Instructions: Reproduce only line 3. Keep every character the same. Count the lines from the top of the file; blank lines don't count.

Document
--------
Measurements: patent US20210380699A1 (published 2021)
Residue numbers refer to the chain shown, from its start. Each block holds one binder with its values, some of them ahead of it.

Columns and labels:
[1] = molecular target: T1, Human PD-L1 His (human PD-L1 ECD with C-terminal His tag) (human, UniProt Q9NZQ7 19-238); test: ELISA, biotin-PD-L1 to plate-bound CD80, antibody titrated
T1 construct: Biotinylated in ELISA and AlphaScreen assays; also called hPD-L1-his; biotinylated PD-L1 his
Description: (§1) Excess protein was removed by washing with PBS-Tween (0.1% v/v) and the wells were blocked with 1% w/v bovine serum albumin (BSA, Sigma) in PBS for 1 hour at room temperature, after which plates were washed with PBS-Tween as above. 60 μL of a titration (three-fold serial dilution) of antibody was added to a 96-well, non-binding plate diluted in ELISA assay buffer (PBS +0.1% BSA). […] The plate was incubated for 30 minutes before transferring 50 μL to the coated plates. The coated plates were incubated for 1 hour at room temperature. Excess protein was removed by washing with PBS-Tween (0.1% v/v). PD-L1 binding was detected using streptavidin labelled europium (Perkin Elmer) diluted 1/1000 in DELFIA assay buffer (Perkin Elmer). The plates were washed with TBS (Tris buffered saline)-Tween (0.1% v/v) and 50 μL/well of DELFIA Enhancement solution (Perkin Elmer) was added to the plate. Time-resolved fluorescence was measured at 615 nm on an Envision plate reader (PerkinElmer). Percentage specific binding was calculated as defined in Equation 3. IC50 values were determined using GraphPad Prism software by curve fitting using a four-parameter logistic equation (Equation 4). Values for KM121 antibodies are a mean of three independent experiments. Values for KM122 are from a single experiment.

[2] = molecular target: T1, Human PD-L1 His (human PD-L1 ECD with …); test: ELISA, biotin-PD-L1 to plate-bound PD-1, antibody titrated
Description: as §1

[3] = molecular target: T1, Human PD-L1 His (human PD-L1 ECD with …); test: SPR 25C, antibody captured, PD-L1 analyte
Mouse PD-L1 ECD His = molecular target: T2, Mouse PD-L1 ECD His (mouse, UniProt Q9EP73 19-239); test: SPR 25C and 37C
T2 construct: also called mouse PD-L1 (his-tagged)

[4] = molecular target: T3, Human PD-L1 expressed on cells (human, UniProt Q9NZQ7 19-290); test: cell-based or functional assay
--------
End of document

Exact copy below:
Columns and labels: